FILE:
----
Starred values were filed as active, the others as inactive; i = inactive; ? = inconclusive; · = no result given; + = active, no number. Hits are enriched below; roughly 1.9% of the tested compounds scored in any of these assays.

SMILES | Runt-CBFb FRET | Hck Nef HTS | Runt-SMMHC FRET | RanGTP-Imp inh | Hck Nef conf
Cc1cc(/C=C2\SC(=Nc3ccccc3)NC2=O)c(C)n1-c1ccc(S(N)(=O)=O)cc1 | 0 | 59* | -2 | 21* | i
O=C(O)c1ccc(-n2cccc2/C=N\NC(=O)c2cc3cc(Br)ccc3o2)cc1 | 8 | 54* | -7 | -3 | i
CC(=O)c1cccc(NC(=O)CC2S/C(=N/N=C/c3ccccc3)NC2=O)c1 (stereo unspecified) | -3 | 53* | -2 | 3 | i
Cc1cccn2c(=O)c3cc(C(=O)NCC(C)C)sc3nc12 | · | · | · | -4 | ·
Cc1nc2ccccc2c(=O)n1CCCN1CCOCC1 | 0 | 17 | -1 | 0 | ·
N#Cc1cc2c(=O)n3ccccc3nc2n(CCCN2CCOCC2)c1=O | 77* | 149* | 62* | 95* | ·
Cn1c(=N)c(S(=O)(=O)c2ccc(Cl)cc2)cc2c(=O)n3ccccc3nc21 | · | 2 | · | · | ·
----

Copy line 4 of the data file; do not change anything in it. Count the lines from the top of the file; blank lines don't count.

O=C(O)c1ccc(-n2cccc2/C=N\NC(=O)c2cc3cc(Br)ccc3o2)cc1 | 8 | 54* | -7 | -3 | i